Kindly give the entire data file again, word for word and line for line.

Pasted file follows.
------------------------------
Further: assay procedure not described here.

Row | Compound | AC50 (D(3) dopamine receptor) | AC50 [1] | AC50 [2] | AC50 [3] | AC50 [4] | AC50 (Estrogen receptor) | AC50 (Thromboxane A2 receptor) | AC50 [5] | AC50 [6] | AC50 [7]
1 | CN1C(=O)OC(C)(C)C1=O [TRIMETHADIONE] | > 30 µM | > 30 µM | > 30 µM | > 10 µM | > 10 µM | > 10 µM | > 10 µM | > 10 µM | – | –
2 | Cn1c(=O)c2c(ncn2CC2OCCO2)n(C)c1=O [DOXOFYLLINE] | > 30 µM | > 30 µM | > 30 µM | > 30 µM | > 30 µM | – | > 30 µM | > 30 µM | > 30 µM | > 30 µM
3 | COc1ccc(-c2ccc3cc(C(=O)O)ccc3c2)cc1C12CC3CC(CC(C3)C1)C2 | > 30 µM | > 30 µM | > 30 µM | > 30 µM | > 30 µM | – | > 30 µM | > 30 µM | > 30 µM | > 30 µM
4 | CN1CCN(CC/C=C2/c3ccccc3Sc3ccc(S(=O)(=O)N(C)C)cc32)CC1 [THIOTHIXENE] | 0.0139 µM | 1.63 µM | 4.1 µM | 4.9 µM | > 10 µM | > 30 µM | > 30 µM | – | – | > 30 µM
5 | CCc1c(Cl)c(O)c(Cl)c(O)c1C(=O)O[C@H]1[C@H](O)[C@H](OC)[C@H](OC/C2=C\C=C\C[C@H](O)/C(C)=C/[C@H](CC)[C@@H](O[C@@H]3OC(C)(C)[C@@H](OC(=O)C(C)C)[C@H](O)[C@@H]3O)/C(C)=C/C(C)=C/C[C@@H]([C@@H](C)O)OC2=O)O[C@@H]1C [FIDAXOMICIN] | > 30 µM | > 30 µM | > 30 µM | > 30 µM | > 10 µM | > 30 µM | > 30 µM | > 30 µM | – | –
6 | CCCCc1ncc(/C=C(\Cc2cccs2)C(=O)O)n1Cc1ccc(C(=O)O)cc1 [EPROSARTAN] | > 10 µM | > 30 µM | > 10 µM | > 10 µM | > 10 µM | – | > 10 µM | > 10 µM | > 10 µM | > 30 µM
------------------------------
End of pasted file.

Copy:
Further: assay procedure not described here.

Row | Compound | AC50 (D(3) dopamine receptor) | AC50 [1] | AC50 [2] | AC50 [3] | AC50 [4] | AC50 (Estrogen receptor) | AC50 (Thromboxane A2 receptor) | AC50 [5] | AC50 [6] | AC50 [7]
1 | CN1C(=O)OC(C)(C)C1=O [TRIMETHADIONE] | > 30 µM | > 30 µM | > 30 µM | > 10 µM | > 10 µM | > 10 µM | > 10 µM | > 10 µM | – | –
2 | Cn1c(=O)c2c(ncn2CC2OCCO2)n(C)c1=O [DOXOFYLLINE] | > 30 µM | > 30 µM | > 30 µM | > 30 µM | > 30 µM | – | > 30 µM | > 30 µM | > 30 µM | > 30 µM
3 | COc1ccc(-c2ccc3cc(C(=O)O)ccc3c2)cc1C12CC3CC(CC(C3)C1)C2 | > 30 µM | > 30 µM | > 30 µM | > 30 µM | > 30 µM | – | > 30 µM | > 30 µM | > 30 µM | > 30 µM
4 | CN1CCN(CC/C=C2/c3ccccc3Sc3ccc(S(=O)(=O)N(C)C)cc32)CC1 [THIOTHIXENE] | 0.0139 µM | 1.63 µM | 4.1 µM | 4.9 µM | > 10 µM | > 30 µM | > 30 µM | – | – | > 30 µM
5 | CCc1c(Cl)c(O)c(Cl)c(O)c1C(=O)O[C@H]1[C@H](O)[C@H](OC)[C@H](OC/C2=C\C=C\C[C@H](O)/C(C)=C/[C@H](CC)[C@@H](O[C@@H]3OC(C)(C)[C@@H](OC(=O)C(C)C)[C@H](O)[C@@H]3O)/C(C)=C/C(C)=C/C[C@@H]([C@@H](C)O)OC2=O)O[C@@H]1C [FIDAXOMICIN] | > 30 µM | > 30 µM | > 30 µM | > 30 µM | > 10 µM | > 30 µM | > 30 µM | > 30 µM | – | –
6 | CCCCc1ncc(/C=C(\Cc2cccs2)C(=O)O)n1Cc1ccc(C(=O)O)cc1 [EPROSARTAN] | > 10 µM | > 30 µM | > 10 µM | > 10 µM | > 10 µM | – | > 10 µM | > 10 µM | > 10 µM | > 30 µM